In order to live in a more peaceful world, we need to acknowledge how we're different from one another, so that we can have empathy for one another. And once you've acknowledged these differences, you can use that knowledge for good to help combat discrimination.

Take time to make that list of things in life that have shaped you and that you're truly thankful for. You'll be a better person for it.

For me, that includes being thankful for having a loving family, a middle-class upbringing, never having had to worry about being discriminated against because of the color of my skin, a job I truly enjoy, the good fortune to have been able to afford college, and so much more.

GIF from Anna Akana/YouTube.

I understand that these factors aren't universal. I understand that some of these — like not having to worry about racism, for instance — have led to my life being a bit different than that of a woman of color. Acknowledging these differences is the first step to becoming a more empathetic person.

You can check out Anna's full video below. Best of luck in your quest to becoming a more empathetic human being!

Images provided by Pacifico

Making waves in the best way

True

At last, summer is here. And for many people, that means it's time for heading to the beach and maybe even catching some waves. Surfing is a quintessential summertime activity for those who live in coastal communities—it’s not only really fun and challenging, it’s also a great way to celebrate Mother Nature’s beauty. Even after a wipeout, the cool water mixed with warm sunshine offers a certain kind of euphoria. Or, you know, just hanging back on the sand is plenty fun too. Simply being outdoors near the ocean is its own reward.

pacifico quiksilver beach cleanupLet’s protect the places where outdoor adventure happensAll photos provided by Pacifico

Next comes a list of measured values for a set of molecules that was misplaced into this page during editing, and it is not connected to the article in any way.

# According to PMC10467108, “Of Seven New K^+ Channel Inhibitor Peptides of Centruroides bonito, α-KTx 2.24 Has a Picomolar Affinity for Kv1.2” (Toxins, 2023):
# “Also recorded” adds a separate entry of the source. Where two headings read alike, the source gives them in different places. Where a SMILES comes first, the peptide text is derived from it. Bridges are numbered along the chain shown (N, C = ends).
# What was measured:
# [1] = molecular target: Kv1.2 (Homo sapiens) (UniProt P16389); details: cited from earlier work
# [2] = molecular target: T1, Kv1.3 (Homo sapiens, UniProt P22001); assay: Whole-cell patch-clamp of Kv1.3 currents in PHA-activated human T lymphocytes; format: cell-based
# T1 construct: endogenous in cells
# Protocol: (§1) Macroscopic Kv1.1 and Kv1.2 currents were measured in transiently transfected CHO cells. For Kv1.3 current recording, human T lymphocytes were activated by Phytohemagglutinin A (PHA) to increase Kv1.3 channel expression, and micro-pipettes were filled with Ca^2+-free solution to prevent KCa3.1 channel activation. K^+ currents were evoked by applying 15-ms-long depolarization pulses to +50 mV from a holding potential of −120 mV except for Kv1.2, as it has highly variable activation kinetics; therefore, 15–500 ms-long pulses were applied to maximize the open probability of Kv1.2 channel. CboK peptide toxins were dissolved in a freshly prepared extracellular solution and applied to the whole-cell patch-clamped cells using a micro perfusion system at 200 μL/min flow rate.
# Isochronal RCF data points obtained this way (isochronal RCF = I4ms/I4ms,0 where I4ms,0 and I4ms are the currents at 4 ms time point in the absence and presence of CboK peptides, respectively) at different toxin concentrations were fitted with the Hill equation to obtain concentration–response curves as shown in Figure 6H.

However, it's well known that our beautiful beaches are suffering the consequences of overcrowding, pollution and littering. What was once a way of playing in nature is now slowly destroying it. And of course, this affects beachgoers everywhere. The sad truth is—without taking action to preserve all the natural joys the earth provides, we will eventually lose them.

But there is hope. Two popular brands that both have roots in surf culture have teamed up to help make trips to the beach a more sustainable pastime. The best part? You don’t have to know how to hang ten in order to participate.

Pacifico®, a pilsner-style lager originally brought to the U.S. by surfers, and Quiksilver, an iconic apparel company loved by both surfers and beach goers alike, have created a brand-new range of clothing and accessories with sustainability in mind.

Take a look below. These threads are great for all kinds of fun in the sun, without compromising the environment.

pacifico quicksilver beach cleanupsReady to make some waves

The collection launches on July 5 and includes tees and woven shirts, boardshorts, hats, flip-flops and a special beach towel and tote bag. The unique collaboration features the vibrant, colorful designs that are the hallmark of Quiksilver combined with Pacifico elements, created to make a positive impact.

Each item has been thoughtfully curated to minimize an environmental footprint and protect the outdoors. The hats, for example, are made from NetPlus® by Bureo®, a raw material created from South American recycled fishing nets. Additionally, the board shorts are made from recycled plastic bottles, and tees are made with 100% organic cotton. Pretty rad stuff, to put it in surfer lingo.

The prices on these pieces are equally rad, ranging from $28 flip-flops to $60 boardshorts.